Abercrombie & Fitch 

Carey Collins Krug, the SVP and head of marketing for Abercrombie & Fitch, has latched onto this notion of building trust with the younger community in an authentic way. Because of the brand’s history, they knew they had to “prove themselves as trustworthy,” and shed their “exclusionary” identity. 

They looked to TikTok (a platform they see as a “billion-person focus group”) as the answer — not only providing a way to see what young people are interested in, but to also show back to them strong storytelling about the Abercrombie & Fitch brand. 

Taking advantage of TikTok, the days of suffocating perfumes and moose emblems are behind them, as Abercrombie & Fitch transforms into a more inclusive, chic, body-positive brand.

Old Navy

Old Navy is another brand that was in dire need of an update.

Unlike Abercrombie & Fitch, they were not struggling with controversy, but as a decades-old brand created in the early 90’s, the shopping experience was begging for a revamp. 

With the use of TikTok, Old Navy is shedding their old skin and becoming new again, most recently with the release of “Written By The Internet” — an ad developed with the comments of a non-affiliated user’s TikTok post.

The beautiful thing about this interaction is that the original TikTok post was poking fun at the Silk Sonic’s music, a team up between pop-R&B stars Anderson .Paak and Bruno Mars, equating its campiness to an Old Navy commercial. Old Navy took the ball and ran with it, integrating actual comments from users (that were also satirical in nature). 

It was a moment of self-awareness from the brand that worked, because it cleverly took the established feelings of a younger generation and turned it into something funny and cool, while also playing to TikTok’s identity and strength of creating organic encounters.

It was still campy, but the tinge of self-deprecating humor and interactivity with the community elevated it to a home run marketing campaign that hit the mark with a younger audience. 

Target

Another cool-with-the-kids brand that has used TikTok to their advantage, is Target.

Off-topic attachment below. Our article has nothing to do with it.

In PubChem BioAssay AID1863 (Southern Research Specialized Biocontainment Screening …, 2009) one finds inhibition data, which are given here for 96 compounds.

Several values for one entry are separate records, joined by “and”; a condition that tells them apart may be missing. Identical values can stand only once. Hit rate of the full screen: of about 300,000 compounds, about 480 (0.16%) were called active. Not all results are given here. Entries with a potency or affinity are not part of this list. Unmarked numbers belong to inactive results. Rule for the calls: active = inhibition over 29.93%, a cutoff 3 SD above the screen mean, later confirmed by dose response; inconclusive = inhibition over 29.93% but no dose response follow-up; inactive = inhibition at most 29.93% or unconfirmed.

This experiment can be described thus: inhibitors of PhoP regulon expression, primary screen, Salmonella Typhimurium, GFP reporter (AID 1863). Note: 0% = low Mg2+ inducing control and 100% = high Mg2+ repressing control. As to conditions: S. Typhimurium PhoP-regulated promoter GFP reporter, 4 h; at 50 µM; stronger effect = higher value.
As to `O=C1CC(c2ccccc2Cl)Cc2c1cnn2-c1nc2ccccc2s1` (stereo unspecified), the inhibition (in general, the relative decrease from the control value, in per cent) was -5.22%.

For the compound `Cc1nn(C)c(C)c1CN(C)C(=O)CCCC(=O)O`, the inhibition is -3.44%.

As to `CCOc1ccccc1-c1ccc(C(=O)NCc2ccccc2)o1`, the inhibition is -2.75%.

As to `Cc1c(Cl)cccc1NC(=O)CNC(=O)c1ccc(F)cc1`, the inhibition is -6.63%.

Sometimes the best marketing is done for you by your consumers, which is exactly what happened with the “Target Challenge” that popped up on TikTok during COVID-19. Starting as a pandemic-safe, stay-at-home way to have date night, the “Target Challenge” is still a popular trend on TikTok where couples (or friends) go in-store to Target to choose and surprise their date with their favorite drink, snack, color, meal… the list goes on. 

But the thing is, this wasn’t started by Target (or so they say…). It began organically with  people trying to find things to do during a pandemic, and coming up with creative solutions. Because of this, Target quickly became a place where cute things happen — a one-stop shop where you can find things to make a date night fun. 

And again, it’s not because of Target. It just happened… naturally, and Target reaps the benefits. That’s another wonderful thing about TikTok. Communities get involved, a trend happens, and the movement helps transform your brand even further. 

The bottom line is, TikTok is a great way to reach new generations of shoppers in a way that resonates with them, which in 2022, is the price of entry for most consumers. Has your brand jumped on board the TikTok train? If not, now’s the time… by the end of 2021, TikTok overtook both Google and Facebook as the most popular websites globally. Let’s go! You never know when consumers will be off to the next new thing.  

Our
Portfolio

View our work.